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2 points by rocketnia 308 days ago | link | parent

This is what I think would be a great way to enter and print tables at the REPL:

  arc> (ob (v name "John Doe") (v age 23) (v id 73881))
  (ob (v age 23) (v id 73881) (v name "John Doe"))
And if they must be compatible with `read` and `write`, I think this would be a great way to render them for that:

  (##ob (v name "John Doe") (v age 23) (v id 73881))
This way it's just about as easy to refactor between `(##ob (v k1 ,v1)) and (ob (v k1 v1)) as it is to refactor between `(,a ,b ,c) and (list a b c).

(The v here is for "value." An alternate syntax, (kv ...), could be used for entries where the key isn't quoted.)

(Note that (##ob ...) here is a reader macro call. I'm using a design for reader macros that puts the macro name on the inside of a parenthesis, rather than the approach taken by things like Racket's #hash(...). That way, reader macro names can be descriptive without pushing the indentation far to the right.)

This approach generalizes to just about any other data structure we want, such as graphs, queues, sorted sets, etc. We don't have to pick out new parentheses for each one, and we don't have to specify idiosyncratic indentation rules either, so pretty printing at the REPL can be very nice automatically:

  (ob
    (v name "John Doe")
    (v age 23)
    (v id 73881))
  
  (ob
    (v name
      "John Doe")
    (v age
      23)
    (v id
      73881))
In terms of Racket implementation, it should be pretty easy to get most of this working using `gen:custom-write`, `make-constructor-style-printer`, and `pretty-print`. Racket's pretty-printer will probably give us results I find slightly less satisfying, but it's a start:

  (ob
   (v name "John Doe")
   (v age 23)
   (v id 73881))
  
  (ob
   (v
    name
    "John Doe")
   (v
    age
    23)
   (v
    id
    73881))
There are only a few other tricky parts:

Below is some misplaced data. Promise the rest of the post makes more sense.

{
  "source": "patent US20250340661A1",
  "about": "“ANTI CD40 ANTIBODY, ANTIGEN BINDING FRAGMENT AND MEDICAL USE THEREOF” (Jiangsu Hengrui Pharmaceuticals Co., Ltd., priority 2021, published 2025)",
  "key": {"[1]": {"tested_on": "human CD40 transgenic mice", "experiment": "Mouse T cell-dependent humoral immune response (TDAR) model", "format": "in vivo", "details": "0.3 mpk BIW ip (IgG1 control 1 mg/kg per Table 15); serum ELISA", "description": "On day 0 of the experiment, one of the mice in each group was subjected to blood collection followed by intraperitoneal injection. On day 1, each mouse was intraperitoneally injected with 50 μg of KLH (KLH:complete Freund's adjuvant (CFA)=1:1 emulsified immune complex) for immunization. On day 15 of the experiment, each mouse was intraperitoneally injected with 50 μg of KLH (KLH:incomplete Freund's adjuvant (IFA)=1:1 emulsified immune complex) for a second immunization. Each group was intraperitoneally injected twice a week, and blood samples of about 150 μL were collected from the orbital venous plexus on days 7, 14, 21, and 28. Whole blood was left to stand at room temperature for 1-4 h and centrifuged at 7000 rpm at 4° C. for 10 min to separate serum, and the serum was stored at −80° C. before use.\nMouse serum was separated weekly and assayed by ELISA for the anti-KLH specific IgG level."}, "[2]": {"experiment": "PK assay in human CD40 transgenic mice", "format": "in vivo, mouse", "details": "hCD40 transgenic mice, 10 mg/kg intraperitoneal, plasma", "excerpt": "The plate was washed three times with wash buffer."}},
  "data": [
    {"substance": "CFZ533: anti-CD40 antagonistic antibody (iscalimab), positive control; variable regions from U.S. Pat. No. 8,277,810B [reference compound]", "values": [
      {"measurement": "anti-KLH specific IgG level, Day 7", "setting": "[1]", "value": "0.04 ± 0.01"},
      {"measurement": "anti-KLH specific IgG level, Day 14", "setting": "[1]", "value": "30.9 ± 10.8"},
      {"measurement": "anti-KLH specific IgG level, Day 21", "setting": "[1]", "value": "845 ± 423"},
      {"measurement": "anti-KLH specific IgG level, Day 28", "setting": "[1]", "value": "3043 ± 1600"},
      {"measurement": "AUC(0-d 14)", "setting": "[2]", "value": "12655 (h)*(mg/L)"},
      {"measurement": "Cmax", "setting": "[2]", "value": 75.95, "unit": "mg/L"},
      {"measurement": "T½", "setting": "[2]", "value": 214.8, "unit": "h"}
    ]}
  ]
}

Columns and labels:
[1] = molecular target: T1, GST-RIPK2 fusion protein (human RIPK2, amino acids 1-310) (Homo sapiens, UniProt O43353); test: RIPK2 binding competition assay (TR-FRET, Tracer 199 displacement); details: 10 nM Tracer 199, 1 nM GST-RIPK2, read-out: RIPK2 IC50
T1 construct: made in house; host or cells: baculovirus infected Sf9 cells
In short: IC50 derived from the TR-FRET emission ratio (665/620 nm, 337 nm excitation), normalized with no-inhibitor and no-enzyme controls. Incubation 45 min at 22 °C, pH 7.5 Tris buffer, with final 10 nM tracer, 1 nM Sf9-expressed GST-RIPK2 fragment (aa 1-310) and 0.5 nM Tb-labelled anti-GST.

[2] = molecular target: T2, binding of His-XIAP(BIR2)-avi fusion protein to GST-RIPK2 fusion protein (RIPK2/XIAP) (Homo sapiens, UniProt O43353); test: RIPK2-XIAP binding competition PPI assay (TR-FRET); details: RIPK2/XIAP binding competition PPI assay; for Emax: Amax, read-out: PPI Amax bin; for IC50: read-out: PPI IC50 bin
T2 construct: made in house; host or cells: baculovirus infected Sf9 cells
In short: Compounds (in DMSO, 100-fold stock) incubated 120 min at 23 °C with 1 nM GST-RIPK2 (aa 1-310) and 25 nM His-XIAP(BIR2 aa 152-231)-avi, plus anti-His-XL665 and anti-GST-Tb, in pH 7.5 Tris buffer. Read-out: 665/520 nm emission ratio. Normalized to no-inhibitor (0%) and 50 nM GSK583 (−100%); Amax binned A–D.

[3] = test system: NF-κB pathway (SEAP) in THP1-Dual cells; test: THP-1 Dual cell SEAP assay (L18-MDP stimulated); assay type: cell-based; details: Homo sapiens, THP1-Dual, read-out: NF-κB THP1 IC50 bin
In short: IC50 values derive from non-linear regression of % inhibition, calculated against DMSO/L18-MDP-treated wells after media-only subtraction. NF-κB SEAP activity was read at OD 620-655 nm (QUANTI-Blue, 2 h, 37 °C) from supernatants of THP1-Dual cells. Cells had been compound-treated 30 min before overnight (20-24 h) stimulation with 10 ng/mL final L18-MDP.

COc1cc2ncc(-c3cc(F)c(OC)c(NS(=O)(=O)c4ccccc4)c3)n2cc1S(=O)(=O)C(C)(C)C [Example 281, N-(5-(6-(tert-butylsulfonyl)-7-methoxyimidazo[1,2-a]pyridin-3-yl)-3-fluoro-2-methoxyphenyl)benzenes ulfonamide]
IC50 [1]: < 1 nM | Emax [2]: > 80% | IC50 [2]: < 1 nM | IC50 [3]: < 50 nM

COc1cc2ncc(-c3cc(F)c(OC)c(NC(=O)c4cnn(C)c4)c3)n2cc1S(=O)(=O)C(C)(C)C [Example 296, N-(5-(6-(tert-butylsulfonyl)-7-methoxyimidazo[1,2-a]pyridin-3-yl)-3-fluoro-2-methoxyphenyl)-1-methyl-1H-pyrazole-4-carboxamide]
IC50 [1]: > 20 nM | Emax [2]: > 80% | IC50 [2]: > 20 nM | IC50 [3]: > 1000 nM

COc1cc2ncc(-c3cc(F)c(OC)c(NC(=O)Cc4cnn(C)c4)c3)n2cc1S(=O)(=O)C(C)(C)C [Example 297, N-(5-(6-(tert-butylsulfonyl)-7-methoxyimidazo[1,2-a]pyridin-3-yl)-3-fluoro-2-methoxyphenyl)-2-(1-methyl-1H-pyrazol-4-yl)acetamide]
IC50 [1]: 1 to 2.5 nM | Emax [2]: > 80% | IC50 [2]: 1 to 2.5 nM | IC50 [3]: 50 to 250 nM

- We may have to represent Arc tables as their own data structure, rather than directly as Racket hashes, so that they print nicely even when they're nested inside other Racket data structures like lists and vectors. This is one distinct place where, for the best possible Racket interop, we may need to avoid representing Arc values the same way as Racket ones. Then again, I think `port-print-handler` might provide the ability to print parts of Racket values using the Arc style, so it could be possible to get very nice interop here.

- In order to get (##foo to be processed as a call to an Arc reader macro called "foo", we would need to replace the Racket ( readtable entry with an entry that behaved the same as it does in non-## cases. Racket's ( syntax isn't as simple as it might seem, as I found out when I wrote a custom open parenthesis for Parendown, and I would be glad to copy out some of my Parendown code to make this work.

- Of course, it would take some design work to decide on Arc-side interfaces for defining things like reader macros, custom write behaviors, and maybe even custom REPL pretty print behaviors and custom quasiquotation behaviors (to determine where unquotes can go). In Racket, customization of the `write` or `print` behavior is usually done in a per-value-type way using `gen:custom-write`, but I think it would be better to associate them with the "current writer" or "current printer" somehow, just as the reader and macroexpander use the "current readtable" and the "current namespace." That would allow us to swap out the writer at the same time as we swap out the reader, rather than letting the `read` and `write` behavior get out of sync. Essentially, I would store all these things in the Arc namespace.

---

Would it be much trouble if I started working toward some of these things for Anarki or Amacx? If I do work on this, which things would need my help the most or would make the best milestones? Honestly, my top priorities right now are Punctaffy and Cene, so even though I can express opinions about Arc, I might not allocate the time to follow through on them myself. (My desire not to burden people with something that I think of as being in only in a half-finished state has always been one of the reasons I commit so rarely to Anarki.)

I know the reader syntax for tables bears very little resemblance to the curly brackets people have been talking about here, and I don't want to trample on that. Maybe tables can `write` with curly brackets while other things tend to use this more general-purpose style.

shawn, are you currently trying to write a full pretty-printer for Arc values from scratch just so Racket hashes can be written using curly brackets? Are you using `port-print-handler` or something? That's another thing I'd rather not trample on if you have an idea underway.



2 points by i4cu 308 days ago | link

Personally, I don't think this is going to make the language more attractive. You've traded better printing for more verbose code.

  current-arc> (obj name "John Doe" age 23 id 73881)

  your-arc> (ob (v name "John Doe") (v age 23) (v id 73881))
maybe?:

  alt-arc> (ob name "John Doe" age 23 id 73881)
returns (Assuming you're attempting to have ordered tables?):